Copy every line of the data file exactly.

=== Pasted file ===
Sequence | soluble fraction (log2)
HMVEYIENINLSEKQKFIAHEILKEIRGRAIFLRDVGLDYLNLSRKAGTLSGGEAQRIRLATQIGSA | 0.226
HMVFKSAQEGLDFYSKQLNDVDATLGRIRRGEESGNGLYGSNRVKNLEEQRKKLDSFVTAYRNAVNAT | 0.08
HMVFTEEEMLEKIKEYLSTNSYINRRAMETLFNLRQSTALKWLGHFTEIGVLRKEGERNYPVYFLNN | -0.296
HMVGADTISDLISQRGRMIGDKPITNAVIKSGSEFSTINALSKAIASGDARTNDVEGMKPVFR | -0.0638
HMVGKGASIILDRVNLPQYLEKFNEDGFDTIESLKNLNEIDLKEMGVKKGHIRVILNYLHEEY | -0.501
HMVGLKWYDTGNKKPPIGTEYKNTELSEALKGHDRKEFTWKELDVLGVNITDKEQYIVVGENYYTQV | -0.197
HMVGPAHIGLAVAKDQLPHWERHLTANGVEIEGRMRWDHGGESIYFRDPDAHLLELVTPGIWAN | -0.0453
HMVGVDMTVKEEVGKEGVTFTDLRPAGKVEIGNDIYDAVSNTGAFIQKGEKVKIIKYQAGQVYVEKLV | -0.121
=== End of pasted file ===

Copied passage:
Sequence | soluble fraction (log2)
HMVEYIENINLSEKQKFIAHEILKEIRGRAIFLRDVGLDYLNLSRKAGTLSGGEAQRIRLATQIGSA | 0.226
HMVFKSAQEGLDFYSKQLNDVDATLGRIRRGEESGNGLYGSNRVKNLEEQRKKLDSFVTAYRNAVNAT | 0.08
HMVFTEEEMLEKIKEYLSTNSYINRRAMETLFNLRQSTALKWLGHFTEIGVLRKEGERNYPVYFLNN | -0.296
HMVGADTISDLISQRGRMIGDKPITNAVIKSGSEFSTINALSKAIASGDARTNDVEGMKPVFR | -0.0638
HMVGKGASIILDRVNLPQYLEKFNEDGFDTIESLKNLNEIDLKEMGVKKGHIRVILNYLHEEY | -0.501
HMVGLKWYDTGNKKPPIGTEYKNTELSEALKGHDRKEFTWKELDVLGVNITDKEQYIVVGENYYTQV | -0.197
HMVGPAHIGLAVAKDQLPHWERHLTANGVEIEGRMRWDHGGESIYFRDPDAHLLELVTPGIWAN | -0.0453
HMVGVDMTVKEEVGKEGVTFTDLRPAGKVEIGNDIYDAVSNTGAFIQKGEKVKIIKYQAGQVYVEKLV | -0.121